The only sure way to defeat such manoeuvres and attacks is to turn the “referendum” campaign into a mass democratically-controlled movement. Democratic grassroots committees – “referendum” or “2012” committees – are needed in every locality, workplace, school and college, linking with existing trade union branches, students’ and other campaigning organisations. Such committees should become the mainspring of the movement, to debate and decide the way forward, canvass and mobilise for action. Mass demonstrations and even strike action should be raised to coincide with the “referendum” campaign, particularly a call for a Hong Kong-wide student strike, even a one-day stoppage, as an all-important first step.
This conception of the character of the coming battle is radically different from a purely electoral campaign that calls on the masses to vote and leaves matters there. Only the building of mass organisations of struggle, and especially worker’s organisations – fighting trade unions and a mass workers’ party – can insure lasting victory in this struggle. The LSD, which has assembled a fighting core of left activists and youth, while it is not at this stage a distinctly socialist political formation, could play an important role as an initiator or catalyst for a future mass workers’ party.
A mass movement organised democratically through grassroots committees would need to hammer out a strategy for what follows the “referendum”. It would be a mistake to place great hopes on negotiations with the government. Even in the event of a landslide victory for this campaign, the government and the capitalist class will do their best to continue their delaying tactics. This is because the capitalists, whose profits from the status quo are almost beyond imagination, are opposed to Western-style bourgeois democracy. The same reasoning goes – with interest – for the Chinese regime, which for reasons primarily of control and elimination of potential challenges, will insist on retaining some “firewalls” in the Hong Kong political system. If they are forced to sacrifice the functional constituencies to popular pressure, they will try to insert new barriers and control mechanisms.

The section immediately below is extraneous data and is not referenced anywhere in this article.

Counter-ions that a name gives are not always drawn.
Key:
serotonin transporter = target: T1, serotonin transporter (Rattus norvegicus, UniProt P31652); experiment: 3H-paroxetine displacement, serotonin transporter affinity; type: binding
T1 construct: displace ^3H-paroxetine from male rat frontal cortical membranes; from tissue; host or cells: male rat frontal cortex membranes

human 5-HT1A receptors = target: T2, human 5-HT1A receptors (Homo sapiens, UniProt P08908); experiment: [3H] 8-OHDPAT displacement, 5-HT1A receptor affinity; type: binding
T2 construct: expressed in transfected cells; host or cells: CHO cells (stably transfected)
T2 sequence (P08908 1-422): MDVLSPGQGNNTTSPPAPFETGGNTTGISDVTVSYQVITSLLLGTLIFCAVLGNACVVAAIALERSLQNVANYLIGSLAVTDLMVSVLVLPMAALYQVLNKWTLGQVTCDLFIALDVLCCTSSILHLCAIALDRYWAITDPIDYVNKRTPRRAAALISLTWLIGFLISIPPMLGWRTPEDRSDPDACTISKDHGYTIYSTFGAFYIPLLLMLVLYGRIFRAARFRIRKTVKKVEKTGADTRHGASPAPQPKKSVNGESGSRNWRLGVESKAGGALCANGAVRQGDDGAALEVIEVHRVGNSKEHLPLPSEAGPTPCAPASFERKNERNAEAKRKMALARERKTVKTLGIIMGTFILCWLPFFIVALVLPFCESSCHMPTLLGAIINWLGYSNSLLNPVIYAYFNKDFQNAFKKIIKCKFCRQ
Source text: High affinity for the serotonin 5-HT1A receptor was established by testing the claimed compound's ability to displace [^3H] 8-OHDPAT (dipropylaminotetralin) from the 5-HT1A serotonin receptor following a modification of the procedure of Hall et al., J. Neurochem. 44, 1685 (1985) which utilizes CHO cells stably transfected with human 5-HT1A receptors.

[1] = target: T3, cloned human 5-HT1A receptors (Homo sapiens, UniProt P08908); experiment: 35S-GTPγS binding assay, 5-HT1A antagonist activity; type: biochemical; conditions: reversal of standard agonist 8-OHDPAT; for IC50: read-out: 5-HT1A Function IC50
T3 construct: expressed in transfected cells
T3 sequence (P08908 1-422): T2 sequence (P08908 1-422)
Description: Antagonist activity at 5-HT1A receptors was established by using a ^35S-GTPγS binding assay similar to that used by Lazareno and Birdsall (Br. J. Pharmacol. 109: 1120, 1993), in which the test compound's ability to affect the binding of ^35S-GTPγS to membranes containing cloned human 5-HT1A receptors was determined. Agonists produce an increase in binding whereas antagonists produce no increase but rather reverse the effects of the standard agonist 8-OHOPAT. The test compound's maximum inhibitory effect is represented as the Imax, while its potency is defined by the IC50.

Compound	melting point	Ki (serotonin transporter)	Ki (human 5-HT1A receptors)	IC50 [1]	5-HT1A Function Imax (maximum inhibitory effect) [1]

The struggle for democracy in Hong Kong is therefore inextricably linked with the need for mass struggle on the mainland to end one-party rule and state terror, alongside the creation of a fighting labour movement in Hong Kong, China, and globally, with the aim of sweeping away capitalism and creating a genuine – socialist – democracy.
Note: The five Legco members who have resigned their seats are Tanya Chan and Alan Leong Kah-kit of the Civic Party, and Wong Yuk-man, ‘Long Hair’ Leung Kwok-hung and Albert Chan Wai-yip of the League of Social Democrats. While the pro-government camp may mount legal challenges to block the byelections or the five candidates, these are not expected to succeed in time for these byelections. Nominations are likely to open in March and the byelections will probably take place in May.